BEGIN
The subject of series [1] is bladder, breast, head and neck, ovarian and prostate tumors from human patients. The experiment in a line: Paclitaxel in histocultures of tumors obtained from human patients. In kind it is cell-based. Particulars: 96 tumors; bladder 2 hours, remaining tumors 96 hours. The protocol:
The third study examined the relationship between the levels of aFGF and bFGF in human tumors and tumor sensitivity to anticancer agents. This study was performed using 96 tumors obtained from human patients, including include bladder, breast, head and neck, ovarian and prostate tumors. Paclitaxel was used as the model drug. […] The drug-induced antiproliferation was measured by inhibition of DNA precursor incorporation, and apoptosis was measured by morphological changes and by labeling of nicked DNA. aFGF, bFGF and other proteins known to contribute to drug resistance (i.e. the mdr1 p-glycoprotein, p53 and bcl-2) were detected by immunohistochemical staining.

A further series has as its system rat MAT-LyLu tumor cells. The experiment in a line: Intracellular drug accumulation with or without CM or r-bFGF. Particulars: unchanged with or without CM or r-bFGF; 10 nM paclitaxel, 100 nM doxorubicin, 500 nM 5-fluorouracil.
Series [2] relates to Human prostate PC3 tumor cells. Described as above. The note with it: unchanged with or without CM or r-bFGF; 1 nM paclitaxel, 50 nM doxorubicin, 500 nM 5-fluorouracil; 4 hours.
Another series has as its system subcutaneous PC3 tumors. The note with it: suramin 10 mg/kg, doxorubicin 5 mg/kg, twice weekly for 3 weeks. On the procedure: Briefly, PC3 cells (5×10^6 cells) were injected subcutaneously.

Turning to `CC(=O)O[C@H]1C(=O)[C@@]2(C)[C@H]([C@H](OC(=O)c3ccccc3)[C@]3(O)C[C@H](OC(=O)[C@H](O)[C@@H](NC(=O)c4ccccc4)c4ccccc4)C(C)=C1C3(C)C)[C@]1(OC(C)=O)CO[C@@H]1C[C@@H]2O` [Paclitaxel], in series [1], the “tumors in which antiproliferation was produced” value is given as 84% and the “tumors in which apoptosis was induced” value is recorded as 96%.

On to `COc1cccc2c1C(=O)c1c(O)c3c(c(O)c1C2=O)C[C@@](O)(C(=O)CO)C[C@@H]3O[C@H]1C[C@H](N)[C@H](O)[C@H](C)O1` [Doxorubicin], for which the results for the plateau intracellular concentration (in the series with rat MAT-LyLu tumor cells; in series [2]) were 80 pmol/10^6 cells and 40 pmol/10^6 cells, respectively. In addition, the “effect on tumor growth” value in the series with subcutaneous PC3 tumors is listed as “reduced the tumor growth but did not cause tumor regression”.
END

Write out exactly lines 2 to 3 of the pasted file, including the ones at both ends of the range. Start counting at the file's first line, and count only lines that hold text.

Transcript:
The third study examined the relationship between the levels of aFGF and bFGF in human tumors and tumor sensitivity to anticancer agents. This study was performed using 96 tumors obtained from human patients, including include bladder, breast, head and neck, ovarian and prostate tumors. Paclitaxel was used as the model drug. […] The drug-induced antiproliferation was measured by inhibition of DNA precursor incorporation, and apoptosis was measured by morphological changes and by labeling of nicked DNA. aFGF, bFGF and other proteins known to contribute to drug resistance (i.e. the mdr1 p-glycoprotein, p53 and bcl-2) were detected by immunohistochemical staining.

A further series has as its system rat MAT-LyLu tumor cells. The experiment in a line: Intracellular drug accumulation with or without CM or r-bFGF. Particulars: unchanged with or without CM or r-bFGF; 10 nM paclitaxel, 100 nM doxorubicin, 500 nM 5-fluorouracil.